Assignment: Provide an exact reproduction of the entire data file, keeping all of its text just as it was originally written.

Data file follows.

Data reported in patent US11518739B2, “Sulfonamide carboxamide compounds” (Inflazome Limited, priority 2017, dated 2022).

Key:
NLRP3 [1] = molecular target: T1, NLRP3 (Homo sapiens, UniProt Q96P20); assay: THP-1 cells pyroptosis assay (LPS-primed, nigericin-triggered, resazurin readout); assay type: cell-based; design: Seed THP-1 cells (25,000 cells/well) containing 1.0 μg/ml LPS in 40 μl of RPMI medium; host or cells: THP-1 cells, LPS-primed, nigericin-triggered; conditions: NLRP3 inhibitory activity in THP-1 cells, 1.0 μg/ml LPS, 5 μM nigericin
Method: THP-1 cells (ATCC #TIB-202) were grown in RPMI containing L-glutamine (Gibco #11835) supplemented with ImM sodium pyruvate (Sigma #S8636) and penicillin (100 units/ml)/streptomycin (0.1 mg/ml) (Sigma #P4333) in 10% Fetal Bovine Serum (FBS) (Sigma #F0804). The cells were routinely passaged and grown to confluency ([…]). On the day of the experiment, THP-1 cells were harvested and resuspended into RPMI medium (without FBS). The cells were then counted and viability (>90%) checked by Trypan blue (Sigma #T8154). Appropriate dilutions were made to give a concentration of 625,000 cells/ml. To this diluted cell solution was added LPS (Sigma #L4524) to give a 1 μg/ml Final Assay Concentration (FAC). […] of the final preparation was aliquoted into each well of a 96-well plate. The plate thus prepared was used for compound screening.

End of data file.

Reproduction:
Data reported in patent US11518739B2, “Sulfonamide carboxamide compounds” (Inflazome Limited, priority 2017, dated 2022).

Key:
NLRP3 [1] = molecular target: T1, NLRP3 (Homo sapiens, UniProt Q96P20); assay: THP-1 cells pyroptosis assay (LPS-primed, nigericin-triggered, resazurin readout); assay type: cell-based; design: Seed THP-1 cells (25,000 cells/well) containing 1.0 μg/ml LPS in 40 μl of RPMI medium; host or cells: THP-1 cells, LPS-primed, nigericin-triggered; conditions: NLRP3 inhibitory activity in THP-1 cells, 1.0 μg/ml LPS, 5 μM nigericin
Method: THP-1 cells (ATCC #TIB-202) were grown in RPMI containing L-glutamine (Gibco #11835) supplemented with ImM sodium pyruvate (Sigma #S8636) and penicillin (100 units/ml)/streptomycin (0.1 mg/ml) (Sigma #P4333) in 10% Fetal Bovine Serum (FBS) (Sigma #F0804). The cells were routinely passaged and grown to confluency ([…]). On the day of the experiment, THP-1 cells were harvested and resuspended into RPMI medium (without FBS). The cells were then counted and viability (>90%) checked by Trypan blue (Sigma #T8154). Appropriate dilutions were made to give a concentration of 625,000 cells/ml. To this diluted cell solution was added LPS (Sigma #L4524) to give a 1 μg/ml Final Assay Concentration (FAC). […] of the final preparation was aliquoted into each well of a 96-well plate. The plate thus prepared was used for compound screening.